Because, yeah, TRUMP IS A YUUUGE FAILURE WHEN IT COMES TO RUNNING CASINOS, banksters!

At least my senior Senator didn’t waste the last two years on a crusade to appeal to the Alt-Left purity ponies, so she’s got her place on the barricades prepped…

Massachusetts Senator Elizabeth Warren is worried, too. “Mnuchin is the Forrest Gump of the financial crisis — he managed to participate in all the worst practices on Wall Street,” the Democrat said in a statement. “His selection as Treasury secretary should send shivers down the spine of every American who got hit hard by the financial crisis.”



Late Night Horrorshow Open Thread: Rot All the Way Down

Professor Krugman, in the NYTimes, “Why Corruption Matters“:

…[W]e could be talking about a lot of money — think billions, not millions, to Mr. Trump alone (which is why his promise not to take his salary is a sick joke). But America is a very rich country, whose government spends more than $4 trillion a year, so even large-scale looting amounts to rounding error. What’s important is not the money that sticks to the fingers of the inner circle, but what they do to get that money, and the bad policy that results…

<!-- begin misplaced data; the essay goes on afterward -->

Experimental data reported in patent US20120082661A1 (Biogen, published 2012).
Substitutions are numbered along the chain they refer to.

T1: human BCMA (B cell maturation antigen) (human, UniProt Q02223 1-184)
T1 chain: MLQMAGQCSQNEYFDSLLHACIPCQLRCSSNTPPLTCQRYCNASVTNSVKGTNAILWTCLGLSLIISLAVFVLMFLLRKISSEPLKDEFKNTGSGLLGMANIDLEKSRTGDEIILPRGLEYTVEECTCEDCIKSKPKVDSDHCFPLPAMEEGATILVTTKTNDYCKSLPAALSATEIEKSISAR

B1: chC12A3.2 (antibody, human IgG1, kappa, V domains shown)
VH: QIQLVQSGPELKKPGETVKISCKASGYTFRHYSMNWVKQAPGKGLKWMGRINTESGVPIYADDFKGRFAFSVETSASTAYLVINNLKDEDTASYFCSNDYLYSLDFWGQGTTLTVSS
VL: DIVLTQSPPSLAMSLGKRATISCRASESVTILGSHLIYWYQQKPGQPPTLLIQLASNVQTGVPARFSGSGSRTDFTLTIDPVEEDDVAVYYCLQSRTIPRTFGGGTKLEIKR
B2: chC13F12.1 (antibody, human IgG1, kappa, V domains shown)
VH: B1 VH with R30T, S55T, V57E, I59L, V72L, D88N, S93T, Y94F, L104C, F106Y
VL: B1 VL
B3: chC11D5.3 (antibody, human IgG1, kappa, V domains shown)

… I’ve already written about the Trump infrastructure plan, which for no obvious reason involves widespread privatization of public assets. No obvious reason, that is, except the huge opportunities for cronyism and profiteering that would be opened up.

But what’s truly scary is the potential impact of corruption on foreign policy. Again, foreign governments are already trying to buy influence by adding to Mr. Trump’s personal wealth, and he is welcoming their efforts…

Destruction of democratic norms aside, however, think about the tilt this de facto bribery will give to U.S. policy. What kind of regime can buy influence by enriching the president and his friends? The answer is, only a government that doesn’t adhere to the rule of law.

Think about it: Could Britain or Canada curry favor with the incoming administration by waiving regulations to promote Trump golf courses or directing business to Trump hotels? No — those nations have free presses, independent courts, and rules designed to prevent exactly that kind of improper behavior. On the other hand, someplace like Vladimir Putin’s Russia can easily funnel vast sums to the man at the top in return for, say, the withdrawal of security guarantees for the Baltic States…

As Charlie Pierce reminds us, last time the spoils-seeking got this blatant, then-President Harding was hustled off on a strenuous nationwide publicity tour from which he did not return. I can imagine Mike Pence looking in the mirror and imagining himself the next Calvin Coolidge… if only because the fewer words he can say, the less of an idiot he will look.